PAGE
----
There is some tremendous scuba diving in Papua New Guinea, but it is a big and diverse country that is spread out over a large geographical area. So, if you are planning a trip to PNG it makes sense to concentrate on one of the main scuba diving locations – unless, of course, you have unlimited time and money – in which case you should probably do them all!
From the perspective of scuba diving in Papua New Guinea it is best to think of the country as four main areas as shown on the map.
Then there is Milne Bay, centered around Alotau on the eastern tip of New Guinea plus the other islands that make up Milne Bay Province.
Going east into the island provinces of PNG there is the large island of New Britain and the diving on the north-east coast, centered around Kimbe Bay and Rabaul, plus the remote south-east of the island.
Last, but my no means least, is the excellent diving around Kavieng at the north-west tip of the chain of islands that make up New Ireland Province.
The Main Locations – New Guinea
The main island of New Guinea has three significant scuba diving locations which offer some great diversity of reefs, wrecks and critter diving. The following brief descriptions contain links to take you to the anchor page for each of those locations or you can go back to the Complete Guide to Diving Papua New Guinea and follow the links from there.
Port Moresby & Bootless Bay
Contrary to what you might expect so close to a capital city, there is some great scuba diving around Port Moresby and in the right conditions a couple of the sites are simply world-class!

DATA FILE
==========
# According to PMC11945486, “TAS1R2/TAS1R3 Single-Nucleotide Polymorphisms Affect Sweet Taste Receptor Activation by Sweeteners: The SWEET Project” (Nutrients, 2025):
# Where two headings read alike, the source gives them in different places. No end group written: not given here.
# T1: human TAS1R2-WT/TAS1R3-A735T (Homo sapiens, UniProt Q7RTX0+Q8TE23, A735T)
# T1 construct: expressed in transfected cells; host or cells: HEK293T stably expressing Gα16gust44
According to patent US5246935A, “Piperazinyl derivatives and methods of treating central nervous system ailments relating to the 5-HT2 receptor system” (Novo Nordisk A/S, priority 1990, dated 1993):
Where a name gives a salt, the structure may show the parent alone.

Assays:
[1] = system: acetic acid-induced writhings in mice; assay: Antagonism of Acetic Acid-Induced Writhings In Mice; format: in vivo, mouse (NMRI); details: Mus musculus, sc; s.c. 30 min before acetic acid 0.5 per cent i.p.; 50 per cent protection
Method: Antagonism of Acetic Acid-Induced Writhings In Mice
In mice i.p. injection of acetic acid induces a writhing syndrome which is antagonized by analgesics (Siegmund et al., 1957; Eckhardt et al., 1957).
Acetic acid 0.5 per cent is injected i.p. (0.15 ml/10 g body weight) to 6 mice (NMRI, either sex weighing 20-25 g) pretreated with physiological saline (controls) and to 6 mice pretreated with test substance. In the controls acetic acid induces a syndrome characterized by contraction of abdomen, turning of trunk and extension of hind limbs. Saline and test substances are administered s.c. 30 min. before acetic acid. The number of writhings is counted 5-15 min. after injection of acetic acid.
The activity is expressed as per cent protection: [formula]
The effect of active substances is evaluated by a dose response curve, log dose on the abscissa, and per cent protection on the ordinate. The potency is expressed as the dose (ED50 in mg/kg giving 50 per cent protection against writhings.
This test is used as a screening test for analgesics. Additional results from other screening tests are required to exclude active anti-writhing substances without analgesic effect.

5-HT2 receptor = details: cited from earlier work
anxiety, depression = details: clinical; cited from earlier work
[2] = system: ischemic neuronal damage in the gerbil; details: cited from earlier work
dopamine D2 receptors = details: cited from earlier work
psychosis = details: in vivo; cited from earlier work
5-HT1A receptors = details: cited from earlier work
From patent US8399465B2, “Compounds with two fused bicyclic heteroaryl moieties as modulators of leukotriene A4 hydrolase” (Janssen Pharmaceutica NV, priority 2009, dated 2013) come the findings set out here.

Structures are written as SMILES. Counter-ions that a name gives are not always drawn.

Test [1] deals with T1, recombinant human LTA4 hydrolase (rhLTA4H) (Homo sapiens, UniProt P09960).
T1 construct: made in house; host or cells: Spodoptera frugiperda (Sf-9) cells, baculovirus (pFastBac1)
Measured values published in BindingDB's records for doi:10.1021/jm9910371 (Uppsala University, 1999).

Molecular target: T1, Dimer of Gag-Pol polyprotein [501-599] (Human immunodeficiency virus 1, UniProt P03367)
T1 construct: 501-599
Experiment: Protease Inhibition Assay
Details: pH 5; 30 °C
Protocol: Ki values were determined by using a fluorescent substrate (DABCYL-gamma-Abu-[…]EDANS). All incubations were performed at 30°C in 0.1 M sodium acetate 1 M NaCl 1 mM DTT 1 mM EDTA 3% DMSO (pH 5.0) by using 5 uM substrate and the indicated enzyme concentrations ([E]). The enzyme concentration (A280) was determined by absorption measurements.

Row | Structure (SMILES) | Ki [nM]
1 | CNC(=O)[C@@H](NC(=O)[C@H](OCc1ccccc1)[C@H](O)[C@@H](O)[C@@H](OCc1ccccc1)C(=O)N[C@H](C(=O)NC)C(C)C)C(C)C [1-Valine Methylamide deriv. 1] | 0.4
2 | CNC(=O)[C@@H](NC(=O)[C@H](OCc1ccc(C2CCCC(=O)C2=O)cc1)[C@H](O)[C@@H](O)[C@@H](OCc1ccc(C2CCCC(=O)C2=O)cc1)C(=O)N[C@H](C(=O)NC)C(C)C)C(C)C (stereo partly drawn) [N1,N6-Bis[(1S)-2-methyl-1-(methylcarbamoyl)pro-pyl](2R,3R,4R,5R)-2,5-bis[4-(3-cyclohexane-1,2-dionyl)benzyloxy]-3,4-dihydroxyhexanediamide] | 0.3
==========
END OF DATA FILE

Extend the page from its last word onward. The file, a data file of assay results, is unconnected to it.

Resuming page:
Often overlooked by diving tourists passing through on their way to Milne Bay, New Britain or New Ireland a stop-over in Port Moresby gives you the chance to sample the local diving at the sites in Bootless Bay and the offshore reefs.
For a the complete overview of diving in Port Moresby, plus a candid and honest assessment of the dangers associated with going there (it has a bad reputation…) plus things to do an where to stay, check out the Complete Guide to Diving Moresby.
Located in remote Oro Province and universally know as “Beautiful Tufi”, this area of Papua New Guinea is as scenic underwater as it is above, and is one of my favorite places in PNG.
Tufi literally has something for everyone as the incredible fiords are really quite unique and visually spectacular, plus the local villages are very welcoming in an open & friendly manner and offer some great experiences if you are interested in staying at a village guest house for a few days.
Isolated by on the east coast by the Owen-Stanley mountain range, Tufi is only accessible by plane or ferry from Port Moresby.
Below water there is the critter diving right off the dive jetty in Tufi fiord and then offshore there are a series of excellent reefs that are only visited by divers from the resort. I have literally spent weeks diving and exploring Tufi and it’s surroundings and never tire of it!